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Financial Accounting Appunti scolastici Premium

Appunti di Financial Accounting in lingua inglese. Il corso è Financial Accounting and Management all'Università degli Studi di Torino, tenuto dai professori Francesco Venuti e Melchior Gromis al secondo anno di Business and Management. Scarica il file in formato PDF!

Esame di Financial and management accounting docente Prof. M. Gromis

Anteprima

ESTRATTO DOCUMENTO

• Bank statement

• Customers declarations

• Income tax returns

The functions of financial accounting:

So, which are the main functions of Financial Accounting?

• The recording and control of business transactions

• To maintain the accuracy in recording

• To meet the requirements of the law

• To present final financial statements to the owners of the business

• To present other financial reports and analyses

• To facilitate the efficient allocation of resources and supporting the economic decision-

making process.

The objective of financial statements:

The objective of financial statement is to provide information about the financial performance and

changes in financial position, of an entity that is useful to a wide range of users for making

economic decisions.

i.e. Should I invest in this company? Should I vote to keep the current management or replace

them? Should I lend to this company? Should I sell to this company on credit?

Moreover, the objective of the financial statements is also to be the scorecard of the past; this is

called the “stewardship objective”, it focuses on both past performance and how the entity is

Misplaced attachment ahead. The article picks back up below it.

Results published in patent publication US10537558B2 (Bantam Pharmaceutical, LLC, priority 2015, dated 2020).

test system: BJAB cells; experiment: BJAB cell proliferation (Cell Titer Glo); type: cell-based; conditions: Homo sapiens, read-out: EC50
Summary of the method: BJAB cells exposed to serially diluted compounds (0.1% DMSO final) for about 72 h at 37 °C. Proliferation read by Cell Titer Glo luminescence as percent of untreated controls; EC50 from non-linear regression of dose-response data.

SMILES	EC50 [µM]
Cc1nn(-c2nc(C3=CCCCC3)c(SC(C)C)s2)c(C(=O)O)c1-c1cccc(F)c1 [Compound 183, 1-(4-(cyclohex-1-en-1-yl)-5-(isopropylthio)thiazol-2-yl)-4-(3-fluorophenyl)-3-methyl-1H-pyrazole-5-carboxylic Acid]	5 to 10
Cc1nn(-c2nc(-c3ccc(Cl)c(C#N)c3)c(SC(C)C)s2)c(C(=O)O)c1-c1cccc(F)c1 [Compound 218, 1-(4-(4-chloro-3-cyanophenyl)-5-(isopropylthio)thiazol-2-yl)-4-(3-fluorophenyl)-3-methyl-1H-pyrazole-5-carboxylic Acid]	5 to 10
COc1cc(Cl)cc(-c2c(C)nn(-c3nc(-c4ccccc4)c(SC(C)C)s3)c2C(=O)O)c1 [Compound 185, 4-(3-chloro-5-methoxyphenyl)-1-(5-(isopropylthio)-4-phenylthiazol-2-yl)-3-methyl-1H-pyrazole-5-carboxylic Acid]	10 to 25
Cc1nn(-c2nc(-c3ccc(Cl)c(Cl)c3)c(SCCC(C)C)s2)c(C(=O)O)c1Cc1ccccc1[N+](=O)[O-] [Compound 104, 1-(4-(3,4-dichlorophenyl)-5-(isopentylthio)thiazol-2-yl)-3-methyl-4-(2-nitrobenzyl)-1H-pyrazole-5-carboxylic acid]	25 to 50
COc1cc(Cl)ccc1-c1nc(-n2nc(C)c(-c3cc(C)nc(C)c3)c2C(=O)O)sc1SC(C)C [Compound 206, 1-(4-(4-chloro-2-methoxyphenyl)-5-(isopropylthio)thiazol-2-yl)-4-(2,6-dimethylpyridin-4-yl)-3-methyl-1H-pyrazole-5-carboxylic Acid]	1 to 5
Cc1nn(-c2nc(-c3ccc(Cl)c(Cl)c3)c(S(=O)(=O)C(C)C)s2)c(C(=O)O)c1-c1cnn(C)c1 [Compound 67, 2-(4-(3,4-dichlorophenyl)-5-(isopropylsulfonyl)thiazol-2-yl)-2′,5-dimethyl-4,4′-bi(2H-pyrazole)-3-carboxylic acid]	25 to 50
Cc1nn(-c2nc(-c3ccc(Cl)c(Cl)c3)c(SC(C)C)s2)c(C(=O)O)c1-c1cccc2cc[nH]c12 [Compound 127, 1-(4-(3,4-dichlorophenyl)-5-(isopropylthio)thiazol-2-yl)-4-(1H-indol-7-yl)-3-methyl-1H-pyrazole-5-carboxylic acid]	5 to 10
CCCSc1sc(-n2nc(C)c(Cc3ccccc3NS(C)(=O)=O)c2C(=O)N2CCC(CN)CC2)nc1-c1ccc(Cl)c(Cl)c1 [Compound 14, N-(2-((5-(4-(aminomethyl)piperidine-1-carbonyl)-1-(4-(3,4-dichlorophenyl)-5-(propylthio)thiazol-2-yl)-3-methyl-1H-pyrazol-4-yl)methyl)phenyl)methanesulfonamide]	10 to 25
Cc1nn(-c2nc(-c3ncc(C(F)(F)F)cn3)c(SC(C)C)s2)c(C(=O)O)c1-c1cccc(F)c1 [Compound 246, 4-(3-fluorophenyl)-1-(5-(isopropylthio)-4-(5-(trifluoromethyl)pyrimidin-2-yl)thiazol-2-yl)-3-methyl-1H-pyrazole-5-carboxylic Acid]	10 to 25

likely to perform in the future. The stewardship objective is about assessing management’s

competence and integrity including the success of their strategy in managing the business.

Limitations of financial statements:

One of the major limitations of financial statements is that it does not take into account the non-

monetary facts of the business like the competition on the market, social and environmental

matters.

Corporate and Social Responsibility:

In the last decades corporate objectives shifts from emphasis on profit to the benefit for other kind

of users in the annual report. As a result, listed companies include a corporate social responsibility

report in their annual report.

Corporate social responsibility: describes policies adopted by the entity to benefit the local

community in which it operates, its employees, customers and the environment and in general how

the company conduct business in an ethical manner.

4

FINANCIAL ACCOUNTING

Lecture 2 - Financial Information and Schemes

Professor Venuti, Chapter 2 of the book

General Purpose Financial Statement:

Why do we need a financial statement?

To collect information, (in this case quantitative information  accounting information).

Accounting information consists of Operating Information, Financial, Management and Tax

Accounting.

Operating information are useful for the CEO (more precisely managers); managers are appointed

by the owners (or stockholders) which need statements periodically to check how is going the

company. These reports are prepared by the managers (and consists in the Financial Accounting).

All the reports (Statements) can be classified into one of two categories:

• Stock or Status:

As of a specified instant in time, like snapshots; is an accumulation of flows (i.e. balance

sheets).

• Flow:

Cover a specified period of time, like a motion picture; is a change in stocks (i.e. income

statement or cash flow statement).

There is just one figure that we will find twice in the statement which is Net Income (both in the

balance sheet and Income Statement).

General Purpose Financial Statements are the statements not prepared for a specific purpose